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Classification: A

Drug products: Imovane®, Zopiclon Stada, Zopiclone Actavis, Zopiclone Jubilant, Zopiclone Orion, Zopiklon Mylan, Zopiklon Pilum

ATC code: N05CF01

Substances: zopiclone


No sex-related differences have been observed for zopiclone. One study showed impaired driving capacity in both men and women using zopiclone but not zolpidem (3 hours after dose intake). In contrast to zolpidem, no difference in fatigue/driving performance between men and women has been shown. Zopiclone have a longer half-life and thus longer effect duration than zolpidem.

Additional information

Pharmacokinetics and dosing

Zopiclone has a half-life of 3.5-6 h. No differences in zopiclone pharmacokinetics have been seen between men and women [3].The absorption of zopiclone is similar in men and women and no sex differentiation in dosing has been recommended by the pharmaceutical company [4].


No studies with a clinically relevant sex analysis regarding the effects of zopiclone have been found.

Adverse effects

In a study of driving capacity after medication with sleeping pills (9 men, 14 women) zopiclone 7.5 mg, but not zolpidem 10 mg, was found to increase the number of collisions in a driving simulator compared to placebo. No analysis based on patient’s sex was performed probably due to the low number of study participants [1]. Also another study showed that zopiclone 7.5 mg, but not zolpidem 3.5 mg (administered 3 hours before driving), impaired next-day driving, but with no differences between men and women [2].However, pooled data from four placebo-controlled studies (in all 50 men, 51 women) on the effects of zopiclone 7.5 mg on driving performance showed no differences between men and women [5]. A review article concludes that no difference in driving performance the day after intake of zopiclone 7.5 mg could be observed between healthy men and women [6].

Reproductive health issues

Regarding teratogenic aspects, please consult Janusmed Drugs and Birth Defects (in Swedish, Janusmed fosterpåverkan).

Other information

Two large register-based studies analyzing utilization of zopiclone in men and women (aged ≥75 years) in Sweden showed that men were more likely than women to dispense zopiclone [7, 8]. However, aggregated data from the Swedish Board of Health and Welfare shows that utilization of zopiclone has been higher among women than men (aged ≥ 75 years) in Sweden every year since 2006. A possible explanation to the different findings could be that the two studies focused on shorter time periods (3 and 4 months), while the aggregated data is based on one year data and the two Swedish studies were conducted only during the year 2005 [9]. In large register-studies from Denmark and Norway, women dispensed more prescriptions of zopiclone and zolpidem in the years 2004 and 2006, respectively [10, 11]. In a Canadian questionnaire study from 2003 (518 men, 941 women), no sex differences in prescribing patterns of zopiclone were observed [12].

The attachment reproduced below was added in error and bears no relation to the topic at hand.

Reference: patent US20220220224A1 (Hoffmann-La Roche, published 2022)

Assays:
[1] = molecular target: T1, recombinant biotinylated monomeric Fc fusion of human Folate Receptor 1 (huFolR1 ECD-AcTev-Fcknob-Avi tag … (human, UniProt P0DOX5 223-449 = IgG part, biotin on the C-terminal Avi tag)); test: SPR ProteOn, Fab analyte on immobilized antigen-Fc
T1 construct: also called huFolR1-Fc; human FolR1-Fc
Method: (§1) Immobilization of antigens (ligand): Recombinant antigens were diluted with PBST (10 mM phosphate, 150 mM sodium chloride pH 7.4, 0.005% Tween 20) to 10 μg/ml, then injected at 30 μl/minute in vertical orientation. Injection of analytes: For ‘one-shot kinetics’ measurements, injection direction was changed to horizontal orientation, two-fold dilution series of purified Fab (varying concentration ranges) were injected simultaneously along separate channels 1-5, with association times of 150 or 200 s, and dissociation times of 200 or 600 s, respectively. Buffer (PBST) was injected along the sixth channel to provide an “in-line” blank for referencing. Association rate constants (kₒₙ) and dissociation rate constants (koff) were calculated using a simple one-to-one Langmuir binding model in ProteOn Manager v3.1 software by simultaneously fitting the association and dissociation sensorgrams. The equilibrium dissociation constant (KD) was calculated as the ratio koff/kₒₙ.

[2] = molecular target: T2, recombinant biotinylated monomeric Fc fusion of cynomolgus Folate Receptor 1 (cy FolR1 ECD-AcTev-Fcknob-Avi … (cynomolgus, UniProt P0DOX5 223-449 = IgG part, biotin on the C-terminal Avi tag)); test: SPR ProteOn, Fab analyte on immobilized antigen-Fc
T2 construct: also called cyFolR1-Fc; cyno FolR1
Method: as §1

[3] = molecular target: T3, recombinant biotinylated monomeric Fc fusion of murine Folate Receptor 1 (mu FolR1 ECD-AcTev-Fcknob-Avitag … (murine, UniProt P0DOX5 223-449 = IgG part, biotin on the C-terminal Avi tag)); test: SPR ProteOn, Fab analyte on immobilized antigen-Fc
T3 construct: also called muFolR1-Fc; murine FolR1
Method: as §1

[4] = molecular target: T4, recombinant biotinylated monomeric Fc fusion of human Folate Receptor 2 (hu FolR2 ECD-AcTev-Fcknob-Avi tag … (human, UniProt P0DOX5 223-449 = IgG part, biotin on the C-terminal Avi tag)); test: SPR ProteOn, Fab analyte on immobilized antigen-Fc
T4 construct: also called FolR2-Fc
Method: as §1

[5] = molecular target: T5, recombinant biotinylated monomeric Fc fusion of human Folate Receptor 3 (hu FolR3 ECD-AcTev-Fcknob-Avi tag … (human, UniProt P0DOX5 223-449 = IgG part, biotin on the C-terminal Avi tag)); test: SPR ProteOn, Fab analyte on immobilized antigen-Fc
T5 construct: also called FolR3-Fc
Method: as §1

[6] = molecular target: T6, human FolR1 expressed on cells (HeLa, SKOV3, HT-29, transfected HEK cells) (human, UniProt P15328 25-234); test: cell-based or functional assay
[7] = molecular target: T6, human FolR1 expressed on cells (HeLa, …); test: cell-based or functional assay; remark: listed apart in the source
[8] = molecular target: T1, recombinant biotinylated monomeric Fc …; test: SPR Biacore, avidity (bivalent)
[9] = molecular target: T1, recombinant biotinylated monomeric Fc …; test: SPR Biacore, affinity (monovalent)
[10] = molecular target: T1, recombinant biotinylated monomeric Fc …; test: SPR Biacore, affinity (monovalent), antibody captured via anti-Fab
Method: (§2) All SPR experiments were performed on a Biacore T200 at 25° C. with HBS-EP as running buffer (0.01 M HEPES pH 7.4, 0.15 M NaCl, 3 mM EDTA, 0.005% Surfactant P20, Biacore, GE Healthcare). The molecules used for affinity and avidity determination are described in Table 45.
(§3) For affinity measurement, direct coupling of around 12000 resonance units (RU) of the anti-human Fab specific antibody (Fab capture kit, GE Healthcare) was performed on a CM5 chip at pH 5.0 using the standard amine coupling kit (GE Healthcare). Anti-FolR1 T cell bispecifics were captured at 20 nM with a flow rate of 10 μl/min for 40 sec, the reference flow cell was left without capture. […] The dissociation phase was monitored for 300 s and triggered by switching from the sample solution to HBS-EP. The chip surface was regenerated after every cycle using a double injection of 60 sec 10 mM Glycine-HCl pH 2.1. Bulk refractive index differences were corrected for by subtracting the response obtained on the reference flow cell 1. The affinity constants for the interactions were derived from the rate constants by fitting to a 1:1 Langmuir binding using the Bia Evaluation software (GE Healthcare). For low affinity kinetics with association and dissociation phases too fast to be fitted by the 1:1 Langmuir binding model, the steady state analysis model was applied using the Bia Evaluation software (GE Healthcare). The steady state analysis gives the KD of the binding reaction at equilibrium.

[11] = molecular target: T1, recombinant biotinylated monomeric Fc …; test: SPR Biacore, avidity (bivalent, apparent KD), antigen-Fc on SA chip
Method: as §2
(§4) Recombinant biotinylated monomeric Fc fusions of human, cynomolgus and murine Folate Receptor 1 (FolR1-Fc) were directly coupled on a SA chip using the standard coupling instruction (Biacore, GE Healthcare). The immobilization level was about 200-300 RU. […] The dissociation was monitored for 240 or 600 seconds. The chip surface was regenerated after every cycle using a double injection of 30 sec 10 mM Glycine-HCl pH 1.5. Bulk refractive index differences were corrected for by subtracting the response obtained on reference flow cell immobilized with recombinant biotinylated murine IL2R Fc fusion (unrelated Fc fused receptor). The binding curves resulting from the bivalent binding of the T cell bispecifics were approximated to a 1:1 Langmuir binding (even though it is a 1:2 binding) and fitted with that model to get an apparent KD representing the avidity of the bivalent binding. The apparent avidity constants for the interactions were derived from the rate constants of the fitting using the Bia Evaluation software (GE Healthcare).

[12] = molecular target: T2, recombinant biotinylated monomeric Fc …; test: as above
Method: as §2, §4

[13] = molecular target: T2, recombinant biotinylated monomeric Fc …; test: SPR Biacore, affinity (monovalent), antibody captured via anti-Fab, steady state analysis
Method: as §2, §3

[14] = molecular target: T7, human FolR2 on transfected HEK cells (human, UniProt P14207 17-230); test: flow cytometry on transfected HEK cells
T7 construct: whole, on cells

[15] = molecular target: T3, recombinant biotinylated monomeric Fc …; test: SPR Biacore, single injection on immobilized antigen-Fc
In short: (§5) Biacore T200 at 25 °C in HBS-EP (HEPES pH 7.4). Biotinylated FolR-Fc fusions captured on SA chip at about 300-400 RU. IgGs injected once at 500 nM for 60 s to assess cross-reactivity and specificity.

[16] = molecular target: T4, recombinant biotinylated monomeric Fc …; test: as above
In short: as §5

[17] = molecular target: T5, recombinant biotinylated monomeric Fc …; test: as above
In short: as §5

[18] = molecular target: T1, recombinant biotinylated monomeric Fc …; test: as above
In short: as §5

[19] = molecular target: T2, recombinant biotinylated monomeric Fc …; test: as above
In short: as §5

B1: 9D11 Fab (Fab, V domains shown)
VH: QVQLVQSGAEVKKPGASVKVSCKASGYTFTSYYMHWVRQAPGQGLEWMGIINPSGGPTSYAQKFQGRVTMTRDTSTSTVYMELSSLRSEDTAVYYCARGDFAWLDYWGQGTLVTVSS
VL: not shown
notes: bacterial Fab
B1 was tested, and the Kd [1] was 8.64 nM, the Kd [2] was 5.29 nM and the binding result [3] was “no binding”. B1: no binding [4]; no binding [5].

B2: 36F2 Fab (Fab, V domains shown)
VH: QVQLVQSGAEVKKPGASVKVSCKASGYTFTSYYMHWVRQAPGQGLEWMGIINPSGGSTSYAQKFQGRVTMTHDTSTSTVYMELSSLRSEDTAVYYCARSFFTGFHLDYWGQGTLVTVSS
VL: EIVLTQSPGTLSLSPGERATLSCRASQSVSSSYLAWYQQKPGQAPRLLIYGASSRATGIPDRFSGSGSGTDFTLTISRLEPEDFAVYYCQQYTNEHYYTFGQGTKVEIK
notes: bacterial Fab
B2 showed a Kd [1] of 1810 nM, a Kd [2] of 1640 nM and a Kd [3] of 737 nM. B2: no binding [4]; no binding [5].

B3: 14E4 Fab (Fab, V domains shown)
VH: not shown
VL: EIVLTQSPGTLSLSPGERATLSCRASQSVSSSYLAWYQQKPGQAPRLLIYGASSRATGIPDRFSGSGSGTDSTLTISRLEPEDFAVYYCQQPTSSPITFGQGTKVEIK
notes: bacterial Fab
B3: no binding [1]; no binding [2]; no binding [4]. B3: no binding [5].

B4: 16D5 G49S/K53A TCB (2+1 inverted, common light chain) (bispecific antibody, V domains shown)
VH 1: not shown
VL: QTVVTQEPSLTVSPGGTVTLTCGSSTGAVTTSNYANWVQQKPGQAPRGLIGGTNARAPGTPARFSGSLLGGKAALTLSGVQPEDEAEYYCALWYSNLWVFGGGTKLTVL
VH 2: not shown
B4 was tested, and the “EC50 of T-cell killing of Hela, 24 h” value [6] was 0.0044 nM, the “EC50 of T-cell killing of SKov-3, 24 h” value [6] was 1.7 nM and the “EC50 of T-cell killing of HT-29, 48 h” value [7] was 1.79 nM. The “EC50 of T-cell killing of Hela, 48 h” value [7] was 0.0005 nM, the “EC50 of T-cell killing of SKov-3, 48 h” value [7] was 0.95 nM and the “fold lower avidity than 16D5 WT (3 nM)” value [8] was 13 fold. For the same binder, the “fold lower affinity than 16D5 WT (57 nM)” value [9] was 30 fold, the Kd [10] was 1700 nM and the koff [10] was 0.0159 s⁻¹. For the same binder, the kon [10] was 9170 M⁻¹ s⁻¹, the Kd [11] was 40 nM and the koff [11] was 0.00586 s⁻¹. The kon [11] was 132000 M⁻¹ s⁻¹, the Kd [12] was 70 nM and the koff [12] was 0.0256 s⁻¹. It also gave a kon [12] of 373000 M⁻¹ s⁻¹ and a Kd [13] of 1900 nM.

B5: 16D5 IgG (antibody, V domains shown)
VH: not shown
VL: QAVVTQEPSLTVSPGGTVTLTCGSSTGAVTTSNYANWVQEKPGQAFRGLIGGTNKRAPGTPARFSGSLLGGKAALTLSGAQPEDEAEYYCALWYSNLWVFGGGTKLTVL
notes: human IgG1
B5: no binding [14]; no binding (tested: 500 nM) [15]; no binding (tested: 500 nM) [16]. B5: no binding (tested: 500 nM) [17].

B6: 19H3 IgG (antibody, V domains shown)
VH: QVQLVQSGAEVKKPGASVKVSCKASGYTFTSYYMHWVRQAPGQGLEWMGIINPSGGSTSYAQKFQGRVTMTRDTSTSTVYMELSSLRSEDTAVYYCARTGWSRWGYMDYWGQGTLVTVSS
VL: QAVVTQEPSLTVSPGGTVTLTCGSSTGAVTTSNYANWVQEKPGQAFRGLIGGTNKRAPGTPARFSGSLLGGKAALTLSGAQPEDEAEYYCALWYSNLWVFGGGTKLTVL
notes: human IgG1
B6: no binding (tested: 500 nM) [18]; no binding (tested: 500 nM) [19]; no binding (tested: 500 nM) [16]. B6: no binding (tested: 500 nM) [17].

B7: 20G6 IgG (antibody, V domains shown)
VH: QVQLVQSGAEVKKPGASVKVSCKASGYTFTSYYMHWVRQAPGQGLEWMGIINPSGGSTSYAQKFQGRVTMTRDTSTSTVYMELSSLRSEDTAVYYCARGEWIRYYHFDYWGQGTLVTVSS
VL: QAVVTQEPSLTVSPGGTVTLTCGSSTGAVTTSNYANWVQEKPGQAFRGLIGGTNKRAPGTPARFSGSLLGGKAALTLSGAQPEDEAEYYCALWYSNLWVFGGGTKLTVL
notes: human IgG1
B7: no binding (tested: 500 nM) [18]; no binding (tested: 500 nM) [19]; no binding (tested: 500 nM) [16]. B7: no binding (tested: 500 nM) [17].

Updated: 2021-04-19

Date of litterature search: 2021-02-16


  1. Staner L, Ertlé S, Boeijinga P, Rinaudo G, Arnal MA, Muzet A et al. Next-day residual effects of hypnotics in DSM-IV primary insomnia: a driving simulator study with simultaneous electroencephalogram monitoring. Psychopharmacology (Berl). 2005;181:790-8. PubMed
  2. Vermeeren A, Vuurman EF, Leufkens TR, Van Leeuwen CJ, Van Oers AC, Laska E et al. Residual effects of low-dose sublingual zolpidem on highway driving performance the morning after middle-of-the-night use. Sleep. 2014;37:489-96. PubMed
  3. Dollery C Sir, editor. Therapeutic drugs. 2nd ed. Edinburgh: Churchill Livingstone; 1999
  4. Imovane (zopiklon). Summary of Product Characteristics. Swedish Medical Products Agency [updated 2020-10-23, cited 2021-02-16]. länk
  5. Leufkens TR, Vermeeren A. Zopiclone's residual effects on actual driving performance in a standardized test: a pooled analysis of age and sex effects in 4 placebo-controlled studies. Clin Ther. 2014;36:141-50. PubMed
  6. Verster JC, Roth T. Gender differences in highway driving performance after administration of sleep medication: a review of the literature. Traffic Inj Prev. 2012;13:286-92. PubMed
  7. Johnell K, Fastbom J. The use of benzodiazpines and related drugs amongst older people in Sweden: associated factors and concomitant use of other psychotropics. Int J Geriatr Psychiatry. 2009;24:731-8. PubMed
  8. Johnell K, Fastbom J. Gender and use of hypnotics or sedatives in old age: a nationwide register-based study. Int J Clin Pharm. 2011;33:788-93. PubMed
  9. Statistikdatabas för läkemedel. Stockholm: Socialstyrelsen. 2020 [cited 2021-03-10.] länk
  10. Andersen AB, Frydenberg M. Long-term use of zopiclone, zolpidem and zaleplon among Danish elderly and the association with sociodemographic factors and use of other drugs. Pharmacoepidemiol Drug Saf. 2011;20:378-85. PubMed
  11. Hausken AM, Furu K, Skurtveit S, Engeland A, Bramness JG. Starting insomnia treatment: the use of benzodiazepines versus z-hypnotics A prescription database study of predictors. Eur J Clin Pharmacol. 2009;65:295-301. PubMed
  12. Brownlee K, Devins GM, Flanigan M, Fleming JA, Morehouse R, Moscovitch A et al. Are there gender differences in the prescribing of hypnotic medications for insomnia?. Hum Psychopharmacol. 2003;18:69-73. PubMed

Authors: Linnéa Karlsson Lind

Reviewed by: Diana Rydberg

Approved by: Karin Schenck-Gustafsson